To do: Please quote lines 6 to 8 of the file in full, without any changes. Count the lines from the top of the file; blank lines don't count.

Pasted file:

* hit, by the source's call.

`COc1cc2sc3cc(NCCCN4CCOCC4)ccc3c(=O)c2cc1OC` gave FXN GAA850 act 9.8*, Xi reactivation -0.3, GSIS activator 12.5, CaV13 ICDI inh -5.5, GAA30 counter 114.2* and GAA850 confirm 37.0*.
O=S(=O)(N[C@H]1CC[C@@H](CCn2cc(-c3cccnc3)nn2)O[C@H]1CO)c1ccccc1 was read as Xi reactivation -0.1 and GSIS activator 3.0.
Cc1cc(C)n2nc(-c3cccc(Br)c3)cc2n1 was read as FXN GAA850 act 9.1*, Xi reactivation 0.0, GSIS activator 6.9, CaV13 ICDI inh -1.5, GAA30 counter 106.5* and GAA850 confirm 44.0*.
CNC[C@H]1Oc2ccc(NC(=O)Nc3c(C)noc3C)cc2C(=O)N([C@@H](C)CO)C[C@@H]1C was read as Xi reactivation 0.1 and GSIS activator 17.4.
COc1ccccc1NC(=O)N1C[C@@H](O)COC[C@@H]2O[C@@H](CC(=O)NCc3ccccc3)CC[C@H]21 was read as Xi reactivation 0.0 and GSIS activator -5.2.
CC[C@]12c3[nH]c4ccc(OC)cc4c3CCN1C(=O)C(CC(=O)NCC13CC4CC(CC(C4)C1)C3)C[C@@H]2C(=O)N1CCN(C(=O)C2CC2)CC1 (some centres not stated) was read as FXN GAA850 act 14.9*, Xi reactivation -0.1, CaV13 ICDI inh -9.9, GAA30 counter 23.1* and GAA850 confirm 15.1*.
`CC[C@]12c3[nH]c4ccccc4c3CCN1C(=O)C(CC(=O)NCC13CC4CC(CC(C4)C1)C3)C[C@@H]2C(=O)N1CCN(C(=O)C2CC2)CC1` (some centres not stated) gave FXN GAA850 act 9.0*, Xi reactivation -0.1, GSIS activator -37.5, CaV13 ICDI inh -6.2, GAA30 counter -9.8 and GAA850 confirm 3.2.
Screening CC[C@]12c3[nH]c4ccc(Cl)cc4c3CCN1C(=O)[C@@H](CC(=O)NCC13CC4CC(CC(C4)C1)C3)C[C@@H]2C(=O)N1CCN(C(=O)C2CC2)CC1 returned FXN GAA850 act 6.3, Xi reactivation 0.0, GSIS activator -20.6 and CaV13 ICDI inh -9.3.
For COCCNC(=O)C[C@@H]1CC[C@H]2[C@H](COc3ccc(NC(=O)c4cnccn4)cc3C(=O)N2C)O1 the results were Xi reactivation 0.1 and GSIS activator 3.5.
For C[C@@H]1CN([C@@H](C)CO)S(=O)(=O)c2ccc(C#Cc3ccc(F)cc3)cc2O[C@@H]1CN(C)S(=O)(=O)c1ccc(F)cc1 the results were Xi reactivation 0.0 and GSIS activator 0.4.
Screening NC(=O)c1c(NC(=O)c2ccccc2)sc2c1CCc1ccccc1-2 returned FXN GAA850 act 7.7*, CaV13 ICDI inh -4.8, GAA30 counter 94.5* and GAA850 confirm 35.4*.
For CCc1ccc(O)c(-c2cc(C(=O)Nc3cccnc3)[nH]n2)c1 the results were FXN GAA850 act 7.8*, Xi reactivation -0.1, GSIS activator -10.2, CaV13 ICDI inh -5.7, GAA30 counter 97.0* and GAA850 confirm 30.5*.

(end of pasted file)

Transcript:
COc1ccccc1NC(=O)N1C[C@@H](O)COC[C@@H]2O[C@@H](CC(=O)NCc3ccccc3)CC[C@H]21 was read as Xi reactivation 0.0 and GSIS activator -5.2.
CC[C@]12c3[nH]c4ccc(OC)cc4c3CCN1C(=O)C(CC(=O)NCC13CC4CC(CC(C4)C1)C3)C[C@@H]2C(=O)N1CCN(C(=O)C2CC2)CC1 (some centres not stated) was read as FXN GAA850 act 14.9*, Xi reactivation -0.1, CaV13 ICDI inh -9.9, GAA30 counter 23.1* and GAA850 confirm 15.1*.
`CC[C@]12c3[nH]c4ccccc4c3CCN1C(=O)C(CC(=O)NCC13CC4CC(CC(C4)C1)C3)C[C@@H]2C(=O)N1CCN(C(=O)C2CC2)CC1` (some centres not stated) gave FXN GAA850 act 9.0*, Xi reactivation -0.1, GSIS activator -37.5, CaV13 ICDI inh -6.2, GAA30 counter -9.8 and GAA850 confirm 3.2.